Chuck van Zyl/STAR’S END14 November 2019

Miles Richmond & Peter Grenader w/Steve Roach: POV

POV

POV

Miles Richmand & Peter Grenader w/Steve Roach: POV
Released: 5 July 2019
www.pov-music.com

In a sound voyage through dream lands, electric guitarist Miles Richmond and synth-smith Peter Grenader, along with Spacemusic icon Steve Roach have realized POV (61’01”) – an album of fluent and unified music. At times a casual ramble, while at others a vast soul-searching ascent, this deeply lived work leaves the light of our mind on, but with its engine slowed considerably. In six substantially structured tracks Richmond & Grenader with Roach trace graceful compositional arcs. Their creations initially progress in a prevailing sense of propulsion, but further in they go deep, down, dark – descending into a twilight territory. Synthesizers and processed guitar all figure into the arrangement. Lushly orchestrated, POV moves calm, warm whirlpools of tones through thickening electronic drones. As emotionally charged liquid lead lines snake over rolling ambient loops and washes, the listener will gain a feel for texture, gesture and atmosphere. With darkness resolving into light, this album softens. In trembling, shadowy chords, and guitar quotes drawn from “No Pussyfooting”, it shines with promise. POV seems meant for us to tour the cosmos, while sitting quietly in a small room… to wander past everything, into shadows forth, and heartless voids and immensities. By listening to this release, you have taken your first steps onto a larger, better realm. This work offers the feeling of being welcomed, in a way that the rest of the world simply cannot.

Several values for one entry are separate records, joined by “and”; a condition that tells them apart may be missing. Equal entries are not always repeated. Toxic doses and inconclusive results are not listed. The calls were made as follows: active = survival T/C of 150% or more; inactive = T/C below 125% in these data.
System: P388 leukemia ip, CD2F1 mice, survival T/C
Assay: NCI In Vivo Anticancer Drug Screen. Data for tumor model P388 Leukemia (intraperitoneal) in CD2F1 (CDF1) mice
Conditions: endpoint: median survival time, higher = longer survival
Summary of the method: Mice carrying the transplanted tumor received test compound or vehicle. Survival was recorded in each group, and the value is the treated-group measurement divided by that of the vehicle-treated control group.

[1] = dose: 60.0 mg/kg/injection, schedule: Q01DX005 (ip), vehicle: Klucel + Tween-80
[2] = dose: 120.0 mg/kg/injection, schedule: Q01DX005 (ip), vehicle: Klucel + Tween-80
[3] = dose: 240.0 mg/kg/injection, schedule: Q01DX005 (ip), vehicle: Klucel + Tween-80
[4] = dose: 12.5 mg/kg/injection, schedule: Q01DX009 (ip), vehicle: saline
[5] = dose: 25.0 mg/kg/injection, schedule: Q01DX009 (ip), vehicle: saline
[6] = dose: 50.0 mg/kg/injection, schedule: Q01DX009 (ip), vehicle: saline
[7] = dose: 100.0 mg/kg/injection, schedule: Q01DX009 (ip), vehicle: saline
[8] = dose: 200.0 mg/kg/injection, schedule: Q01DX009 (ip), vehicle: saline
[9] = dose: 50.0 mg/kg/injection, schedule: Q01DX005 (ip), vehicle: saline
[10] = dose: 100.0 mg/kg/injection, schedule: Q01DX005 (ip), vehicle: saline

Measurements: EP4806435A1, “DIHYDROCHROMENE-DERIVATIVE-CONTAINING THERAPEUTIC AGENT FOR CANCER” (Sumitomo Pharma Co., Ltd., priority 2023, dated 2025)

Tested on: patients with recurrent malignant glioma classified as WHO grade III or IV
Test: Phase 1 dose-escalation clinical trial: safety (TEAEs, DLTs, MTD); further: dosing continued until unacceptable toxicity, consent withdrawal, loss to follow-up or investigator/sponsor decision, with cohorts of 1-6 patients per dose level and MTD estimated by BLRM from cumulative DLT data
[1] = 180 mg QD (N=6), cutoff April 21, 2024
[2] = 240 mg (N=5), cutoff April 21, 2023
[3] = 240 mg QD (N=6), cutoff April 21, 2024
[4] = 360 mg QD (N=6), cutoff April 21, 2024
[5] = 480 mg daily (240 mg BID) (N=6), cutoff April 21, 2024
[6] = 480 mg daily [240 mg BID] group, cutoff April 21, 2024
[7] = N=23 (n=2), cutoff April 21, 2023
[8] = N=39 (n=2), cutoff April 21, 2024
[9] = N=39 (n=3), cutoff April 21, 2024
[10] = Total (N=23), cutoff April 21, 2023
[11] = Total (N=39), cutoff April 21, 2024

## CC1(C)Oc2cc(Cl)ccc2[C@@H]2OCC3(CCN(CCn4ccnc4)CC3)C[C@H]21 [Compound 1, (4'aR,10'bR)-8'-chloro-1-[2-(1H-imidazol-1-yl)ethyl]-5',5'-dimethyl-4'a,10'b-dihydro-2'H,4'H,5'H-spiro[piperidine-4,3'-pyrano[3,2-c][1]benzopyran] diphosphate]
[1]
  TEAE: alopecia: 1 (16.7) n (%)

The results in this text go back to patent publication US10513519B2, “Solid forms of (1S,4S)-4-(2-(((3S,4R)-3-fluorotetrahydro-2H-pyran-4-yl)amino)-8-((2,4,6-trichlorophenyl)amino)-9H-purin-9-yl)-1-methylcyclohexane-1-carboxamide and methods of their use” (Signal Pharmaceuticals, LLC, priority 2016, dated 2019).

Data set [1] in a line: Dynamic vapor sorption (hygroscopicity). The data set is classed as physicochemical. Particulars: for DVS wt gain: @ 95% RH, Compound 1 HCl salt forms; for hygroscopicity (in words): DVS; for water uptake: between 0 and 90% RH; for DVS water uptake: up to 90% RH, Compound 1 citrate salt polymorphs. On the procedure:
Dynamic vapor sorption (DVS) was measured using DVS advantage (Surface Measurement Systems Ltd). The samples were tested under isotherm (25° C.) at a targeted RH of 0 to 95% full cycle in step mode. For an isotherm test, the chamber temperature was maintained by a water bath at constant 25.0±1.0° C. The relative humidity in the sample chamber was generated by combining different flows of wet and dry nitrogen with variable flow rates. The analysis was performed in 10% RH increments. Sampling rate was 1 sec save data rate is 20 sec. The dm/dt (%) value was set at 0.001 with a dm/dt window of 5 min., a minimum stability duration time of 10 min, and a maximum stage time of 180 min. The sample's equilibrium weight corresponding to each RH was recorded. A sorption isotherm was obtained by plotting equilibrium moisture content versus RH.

Chuck van Zyl/STAR’S END1 August 2019

Jon Durant: Alternate Landscapes

Alternate Landscapes

Alternate Landscapes

Jon Durant: Alternate Landscapes
Released: 3 May 2019
www.alchemyrecords.com